Genetic architecture of kidney cancer uncovered by research

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A new study on a large cohort of kidney cancer patients in Europe sheds light on the genetic architecture of the disease — and reveals an apparent link between exposure to aristolochic acid and incidence of kidney cancer, particularly in Romania.

The research, by an international team led by scientists from the McGill University and Genome Quebec Innovation Centre in Montreal, underscores the importance of investigating possible sources of exposure to aristolochic acid. The compound, found in plants of the Aristolochia genus, also has been suspected of causing a kidney disease known as Balkan endemic nephropathy, affecting people along the tributaries of the Danube River in Croatia, Bosnia and Herzegovina, Serbia, Bulgaria and Romania. Aristolochia clematitis, or European birthwort, is a common plant throughout the Balkans.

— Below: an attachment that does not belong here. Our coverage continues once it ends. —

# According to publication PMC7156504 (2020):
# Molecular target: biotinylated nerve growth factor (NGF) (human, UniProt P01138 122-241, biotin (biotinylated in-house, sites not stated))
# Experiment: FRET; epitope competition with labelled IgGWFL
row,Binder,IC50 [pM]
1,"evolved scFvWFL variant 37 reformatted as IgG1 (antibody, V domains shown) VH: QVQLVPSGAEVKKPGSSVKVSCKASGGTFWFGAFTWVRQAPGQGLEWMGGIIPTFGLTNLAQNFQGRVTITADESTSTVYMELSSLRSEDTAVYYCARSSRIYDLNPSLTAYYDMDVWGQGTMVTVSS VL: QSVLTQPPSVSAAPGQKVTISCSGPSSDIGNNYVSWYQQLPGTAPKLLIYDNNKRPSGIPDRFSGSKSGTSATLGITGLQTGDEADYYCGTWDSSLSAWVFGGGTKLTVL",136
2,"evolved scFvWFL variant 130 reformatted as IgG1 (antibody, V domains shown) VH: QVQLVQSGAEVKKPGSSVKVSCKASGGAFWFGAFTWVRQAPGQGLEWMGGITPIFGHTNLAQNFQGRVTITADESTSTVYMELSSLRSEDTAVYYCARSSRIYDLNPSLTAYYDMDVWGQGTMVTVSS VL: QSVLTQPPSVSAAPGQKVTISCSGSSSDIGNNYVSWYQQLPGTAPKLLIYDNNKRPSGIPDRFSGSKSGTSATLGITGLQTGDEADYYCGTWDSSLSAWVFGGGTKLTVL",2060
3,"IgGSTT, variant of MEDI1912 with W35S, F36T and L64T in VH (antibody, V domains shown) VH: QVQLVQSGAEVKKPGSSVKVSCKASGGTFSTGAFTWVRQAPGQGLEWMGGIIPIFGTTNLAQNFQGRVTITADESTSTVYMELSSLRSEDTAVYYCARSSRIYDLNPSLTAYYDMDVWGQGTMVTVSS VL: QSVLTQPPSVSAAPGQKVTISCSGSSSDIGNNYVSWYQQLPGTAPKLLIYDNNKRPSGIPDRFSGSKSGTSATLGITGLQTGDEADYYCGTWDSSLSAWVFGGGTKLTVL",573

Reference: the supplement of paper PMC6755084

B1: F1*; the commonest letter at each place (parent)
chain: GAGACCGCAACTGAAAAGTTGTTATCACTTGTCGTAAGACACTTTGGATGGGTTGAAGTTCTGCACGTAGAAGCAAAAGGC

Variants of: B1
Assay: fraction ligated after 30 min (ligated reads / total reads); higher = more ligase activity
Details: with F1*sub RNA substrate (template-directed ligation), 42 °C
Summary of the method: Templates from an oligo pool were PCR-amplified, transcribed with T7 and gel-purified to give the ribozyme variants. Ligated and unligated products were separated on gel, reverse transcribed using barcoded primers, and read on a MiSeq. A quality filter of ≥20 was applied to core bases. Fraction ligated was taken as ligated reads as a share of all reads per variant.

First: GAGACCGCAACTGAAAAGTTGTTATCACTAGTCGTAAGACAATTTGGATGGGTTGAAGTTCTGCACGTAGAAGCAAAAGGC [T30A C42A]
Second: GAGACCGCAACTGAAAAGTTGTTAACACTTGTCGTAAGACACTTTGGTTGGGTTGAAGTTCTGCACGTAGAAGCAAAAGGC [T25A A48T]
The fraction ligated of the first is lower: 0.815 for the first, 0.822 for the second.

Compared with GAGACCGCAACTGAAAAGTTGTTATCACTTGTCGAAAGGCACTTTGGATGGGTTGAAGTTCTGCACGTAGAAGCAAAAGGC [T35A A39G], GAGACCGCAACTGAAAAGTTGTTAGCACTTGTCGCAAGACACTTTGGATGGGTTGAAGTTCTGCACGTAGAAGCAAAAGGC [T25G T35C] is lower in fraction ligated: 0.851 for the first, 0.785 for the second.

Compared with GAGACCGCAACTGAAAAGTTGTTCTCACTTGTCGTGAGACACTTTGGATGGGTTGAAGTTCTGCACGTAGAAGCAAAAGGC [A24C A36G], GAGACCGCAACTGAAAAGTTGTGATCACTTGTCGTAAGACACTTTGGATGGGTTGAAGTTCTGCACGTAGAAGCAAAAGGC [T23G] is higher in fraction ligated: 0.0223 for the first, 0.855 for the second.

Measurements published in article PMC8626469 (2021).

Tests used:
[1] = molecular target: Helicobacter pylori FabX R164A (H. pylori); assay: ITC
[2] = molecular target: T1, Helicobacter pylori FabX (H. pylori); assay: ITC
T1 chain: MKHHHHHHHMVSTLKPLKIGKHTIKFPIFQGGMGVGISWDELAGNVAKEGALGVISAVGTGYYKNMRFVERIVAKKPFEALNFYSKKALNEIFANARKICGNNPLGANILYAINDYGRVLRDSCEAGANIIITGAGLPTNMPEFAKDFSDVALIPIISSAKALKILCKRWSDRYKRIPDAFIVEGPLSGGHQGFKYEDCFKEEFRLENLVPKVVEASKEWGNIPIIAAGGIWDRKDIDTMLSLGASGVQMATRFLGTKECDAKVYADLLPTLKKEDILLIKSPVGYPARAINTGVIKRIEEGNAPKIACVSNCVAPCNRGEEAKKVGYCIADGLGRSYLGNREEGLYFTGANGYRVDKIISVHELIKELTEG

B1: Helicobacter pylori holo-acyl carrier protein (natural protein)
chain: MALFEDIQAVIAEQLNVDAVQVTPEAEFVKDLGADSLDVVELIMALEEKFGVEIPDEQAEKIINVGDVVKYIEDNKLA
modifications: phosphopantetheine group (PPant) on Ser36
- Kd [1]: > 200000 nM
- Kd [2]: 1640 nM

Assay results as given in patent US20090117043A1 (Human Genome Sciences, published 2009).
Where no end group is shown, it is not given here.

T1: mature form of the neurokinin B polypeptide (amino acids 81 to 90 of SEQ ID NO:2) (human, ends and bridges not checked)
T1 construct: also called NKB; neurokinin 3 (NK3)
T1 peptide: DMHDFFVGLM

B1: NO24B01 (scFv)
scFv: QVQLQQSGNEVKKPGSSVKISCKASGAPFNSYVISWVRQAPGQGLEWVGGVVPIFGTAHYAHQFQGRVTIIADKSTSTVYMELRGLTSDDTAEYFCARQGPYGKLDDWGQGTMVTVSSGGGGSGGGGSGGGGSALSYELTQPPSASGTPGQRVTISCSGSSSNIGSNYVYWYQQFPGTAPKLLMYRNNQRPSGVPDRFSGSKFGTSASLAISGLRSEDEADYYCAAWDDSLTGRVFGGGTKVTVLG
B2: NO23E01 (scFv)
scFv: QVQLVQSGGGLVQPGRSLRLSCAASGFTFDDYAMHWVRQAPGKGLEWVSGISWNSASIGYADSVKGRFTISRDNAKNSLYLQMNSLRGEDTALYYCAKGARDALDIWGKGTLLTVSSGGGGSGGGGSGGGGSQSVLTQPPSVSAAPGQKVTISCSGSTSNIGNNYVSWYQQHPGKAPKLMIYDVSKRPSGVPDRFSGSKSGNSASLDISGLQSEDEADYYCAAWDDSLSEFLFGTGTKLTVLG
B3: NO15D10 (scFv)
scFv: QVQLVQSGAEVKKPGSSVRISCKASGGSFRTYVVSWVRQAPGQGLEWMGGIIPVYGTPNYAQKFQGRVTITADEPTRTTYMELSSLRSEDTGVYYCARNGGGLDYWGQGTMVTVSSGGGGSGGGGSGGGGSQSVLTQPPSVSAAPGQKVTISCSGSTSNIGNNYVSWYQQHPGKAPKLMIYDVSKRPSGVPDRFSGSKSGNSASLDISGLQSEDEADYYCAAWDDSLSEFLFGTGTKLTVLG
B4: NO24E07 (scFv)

Results of the study, which focused on the most common form of kidney cancer — clear-cell renal cell carcinoma — are reported inNature Communications. Renal cancer accounts for 2.4% of all adult cancers and more than 140,000 deaths annually. Incidence rates have been increasing sharply, with the highest rates occurring in Central Europe.

“This tumour genomic project is unique in that it is based on samples from various countries, with potential diversity in risk factors,” says Ghislaine Scelo of the International Agency for Research on Cancer. “Our study illustrates that systematic exploration of tumour DNA via massive sequencing can identify previously unsuspected causes of cancer.”

Source by : Science Daily News

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